Ballet Dictionary: Piqué in First Arabesque
Step: Piqué in First Arabesque
How: There are a few ways to get into this position. In this case, the dancer has done a piqué (meaning to prick) into First Arabesque. This is where the dancer transfers their weight onto a fully stretched leg on pointe (in picture) or demi-pointe. An Arabesque describes the position where the dancer has one leg stretched directly behind them. The Arabesque that is demonstrated is a First Arabesque. Arabesques are defined by the position of the arms. A First Arabesque is where the dancer has the arm on the same side as the supporting leg (in this case, the leg doing the jumping) extended in front and the other arm extended to the side. The dancer depicted is in First Arabesque.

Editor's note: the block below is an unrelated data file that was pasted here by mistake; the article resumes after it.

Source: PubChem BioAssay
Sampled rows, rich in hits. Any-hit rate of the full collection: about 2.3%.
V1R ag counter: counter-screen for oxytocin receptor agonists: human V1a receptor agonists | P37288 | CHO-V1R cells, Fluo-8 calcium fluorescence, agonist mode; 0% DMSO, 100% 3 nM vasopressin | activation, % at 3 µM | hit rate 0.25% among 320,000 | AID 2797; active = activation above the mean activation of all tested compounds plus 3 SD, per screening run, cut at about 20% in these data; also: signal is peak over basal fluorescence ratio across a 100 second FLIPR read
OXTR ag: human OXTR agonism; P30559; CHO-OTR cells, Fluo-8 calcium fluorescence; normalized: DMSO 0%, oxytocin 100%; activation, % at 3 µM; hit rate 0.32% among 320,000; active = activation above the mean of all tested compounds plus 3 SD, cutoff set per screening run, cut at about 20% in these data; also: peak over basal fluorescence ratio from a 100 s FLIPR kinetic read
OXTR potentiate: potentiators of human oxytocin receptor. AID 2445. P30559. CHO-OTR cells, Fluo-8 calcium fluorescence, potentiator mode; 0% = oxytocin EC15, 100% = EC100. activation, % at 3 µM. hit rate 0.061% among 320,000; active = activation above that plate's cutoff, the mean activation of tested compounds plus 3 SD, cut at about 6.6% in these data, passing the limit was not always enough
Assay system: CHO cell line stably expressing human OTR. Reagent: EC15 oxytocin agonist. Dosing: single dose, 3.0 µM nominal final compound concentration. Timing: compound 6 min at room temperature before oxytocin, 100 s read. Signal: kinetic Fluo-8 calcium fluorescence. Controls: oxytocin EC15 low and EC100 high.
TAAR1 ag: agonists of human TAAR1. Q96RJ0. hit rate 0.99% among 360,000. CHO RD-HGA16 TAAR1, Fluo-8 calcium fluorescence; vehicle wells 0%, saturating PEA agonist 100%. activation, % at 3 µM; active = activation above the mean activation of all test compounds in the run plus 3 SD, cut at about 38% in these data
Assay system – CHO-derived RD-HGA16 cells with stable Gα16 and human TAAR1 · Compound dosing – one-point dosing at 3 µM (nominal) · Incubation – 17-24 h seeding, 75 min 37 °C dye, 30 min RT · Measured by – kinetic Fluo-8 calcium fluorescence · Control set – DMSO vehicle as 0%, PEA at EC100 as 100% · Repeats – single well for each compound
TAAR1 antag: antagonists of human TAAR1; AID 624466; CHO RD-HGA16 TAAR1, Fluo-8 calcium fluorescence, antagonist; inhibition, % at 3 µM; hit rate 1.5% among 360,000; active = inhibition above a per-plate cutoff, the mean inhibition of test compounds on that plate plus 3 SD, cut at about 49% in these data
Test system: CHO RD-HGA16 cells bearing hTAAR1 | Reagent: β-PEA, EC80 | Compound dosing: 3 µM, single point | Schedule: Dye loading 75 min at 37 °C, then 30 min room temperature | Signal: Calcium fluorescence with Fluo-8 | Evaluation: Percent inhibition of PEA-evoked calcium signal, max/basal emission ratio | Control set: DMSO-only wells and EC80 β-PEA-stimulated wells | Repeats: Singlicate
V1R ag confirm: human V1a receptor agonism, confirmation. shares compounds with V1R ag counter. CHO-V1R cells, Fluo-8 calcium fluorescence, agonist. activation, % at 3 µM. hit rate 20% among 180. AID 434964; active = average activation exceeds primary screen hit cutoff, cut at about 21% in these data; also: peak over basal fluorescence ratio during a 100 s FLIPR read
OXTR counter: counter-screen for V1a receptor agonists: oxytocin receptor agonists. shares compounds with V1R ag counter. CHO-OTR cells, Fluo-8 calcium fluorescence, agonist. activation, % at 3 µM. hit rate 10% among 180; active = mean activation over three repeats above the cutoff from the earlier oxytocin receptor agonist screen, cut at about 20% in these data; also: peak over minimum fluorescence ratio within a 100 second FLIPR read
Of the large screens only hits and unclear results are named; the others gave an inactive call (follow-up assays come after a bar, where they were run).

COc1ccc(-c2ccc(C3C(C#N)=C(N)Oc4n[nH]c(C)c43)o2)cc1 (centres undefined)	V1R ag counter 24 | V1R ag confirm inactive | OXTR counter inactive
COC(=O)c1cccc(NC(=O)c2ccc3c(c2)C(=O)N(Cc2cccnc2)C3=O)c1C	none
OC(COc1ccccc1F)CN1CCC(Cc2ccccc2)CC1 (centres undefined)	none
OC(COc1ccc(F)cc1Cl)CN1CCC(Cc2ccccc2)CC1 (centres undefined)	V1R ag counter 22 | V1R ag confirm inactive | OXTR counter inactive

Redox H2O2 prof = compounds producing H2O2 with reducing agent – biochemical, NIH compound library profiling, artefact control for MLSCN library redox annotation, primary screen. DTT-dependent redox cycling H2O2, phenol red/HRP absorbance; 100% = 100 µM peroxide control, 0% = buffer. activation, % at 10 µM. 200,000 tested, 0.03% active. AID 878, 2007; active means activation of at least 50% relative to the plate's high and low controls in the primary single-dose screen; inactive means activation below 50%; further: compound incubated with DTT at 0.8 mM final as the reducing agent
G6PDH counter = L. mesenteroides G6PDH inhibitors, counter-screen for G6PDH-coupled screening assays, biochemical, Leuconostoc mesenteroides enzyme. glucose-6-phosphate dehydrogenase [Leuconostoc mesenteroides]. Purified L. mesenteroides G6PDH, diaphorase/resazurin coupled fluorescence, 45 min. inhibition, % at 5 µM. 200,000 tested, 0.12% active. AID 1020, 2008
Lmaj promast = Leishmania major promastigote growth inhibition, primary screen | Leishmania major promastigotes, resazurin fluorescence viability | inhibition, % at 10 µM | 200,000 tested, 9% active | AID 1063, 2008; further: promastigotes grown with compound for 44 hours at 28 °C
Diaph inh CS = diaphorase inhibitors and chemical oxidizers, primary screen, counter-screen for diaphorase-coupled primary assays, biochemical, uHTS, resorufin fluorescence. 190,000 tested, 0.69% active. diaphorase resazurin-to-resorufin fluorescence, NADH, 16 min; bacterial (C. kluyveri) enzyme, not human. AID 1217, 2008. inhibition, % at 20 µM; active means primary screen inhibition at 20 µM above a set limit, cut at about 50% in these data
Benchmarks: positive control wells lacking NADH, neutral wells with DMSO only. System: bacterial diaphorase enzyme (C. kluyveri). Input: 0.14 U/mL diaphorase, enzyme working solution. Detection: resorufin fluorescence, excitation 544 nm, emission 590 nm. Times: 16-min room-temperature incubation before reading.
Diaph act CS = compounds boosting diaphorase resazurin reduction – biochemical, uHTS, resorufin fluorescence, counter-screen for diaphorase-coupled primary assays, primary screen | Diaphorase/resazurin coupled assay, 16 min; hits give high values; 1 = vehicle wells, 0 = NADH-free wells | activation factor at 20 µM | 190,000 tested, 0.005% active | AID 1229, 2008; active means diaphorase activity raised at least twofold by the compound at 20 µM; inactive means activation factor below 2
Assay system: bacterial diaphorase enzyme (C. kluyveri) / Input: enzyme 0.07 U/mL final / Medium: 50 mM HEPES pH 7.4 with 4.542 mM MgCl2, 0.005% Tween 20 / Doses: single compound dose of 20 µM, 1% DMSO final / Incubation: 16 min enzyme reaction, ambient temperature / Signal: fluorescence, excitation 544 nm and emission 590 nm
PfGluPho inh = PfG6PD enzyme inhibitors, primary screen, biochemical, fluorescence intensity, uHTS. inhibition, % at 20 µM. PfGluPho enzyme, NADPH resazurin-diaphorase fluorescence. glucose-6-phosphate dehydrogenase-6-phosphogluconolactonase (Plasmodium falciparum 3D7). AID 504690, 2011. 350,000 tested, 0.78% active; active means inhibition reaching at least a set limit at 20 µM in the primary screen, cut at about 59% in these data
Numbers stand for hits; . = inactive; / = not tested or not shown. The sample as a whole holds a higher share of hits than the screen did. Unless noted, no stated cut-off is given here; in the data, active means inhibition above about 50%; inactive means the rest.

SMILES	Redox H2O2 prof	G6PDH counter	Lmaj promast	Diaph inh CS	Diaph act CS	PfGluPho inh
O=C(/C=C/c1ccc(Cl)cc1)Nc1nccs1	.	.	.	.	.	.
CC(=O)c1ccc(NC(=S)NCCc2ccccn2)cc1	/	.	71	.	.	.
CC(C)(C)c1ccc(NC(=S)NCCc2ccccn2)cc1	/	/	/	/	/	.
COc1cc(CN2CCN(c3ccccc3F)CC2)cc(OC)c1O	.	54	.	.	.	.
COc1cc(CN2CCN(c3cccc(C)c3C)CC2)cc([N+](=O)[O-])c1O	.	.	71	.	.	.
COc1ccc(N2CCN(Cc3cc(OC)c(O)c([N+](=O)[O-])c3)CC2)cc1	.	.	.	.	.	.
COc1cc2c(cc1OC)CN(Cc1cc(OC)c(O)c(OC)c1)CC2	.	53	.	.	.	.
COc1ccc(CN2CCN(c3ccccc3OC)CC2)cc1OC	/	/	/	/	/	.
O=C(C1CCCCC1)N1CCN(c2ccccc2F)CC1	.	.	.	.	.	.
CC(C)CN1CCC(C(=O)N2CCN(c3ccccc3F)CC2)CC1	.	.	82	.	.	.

Tips: When stepping into an arabesque, while tempting to “whack” into the position, try to keep the core lifted up and forward. At the same time, lift the back leg up keeping the back “connected” to your leg, as if there is a string connected to your back. The coordination of those actions will help pitch the weight forward on to the supporting leg and also help the balance of the arabesque. Ideally the legs and upper back should be evenly distributed like the top part of the letter “Y” for a better balance.
Ballet: The Sleeping Beauty, Act 1, Aurora’s Variation
Dancer: Joan Emery Sia, Principal Dancer
Location: Buendia Bridge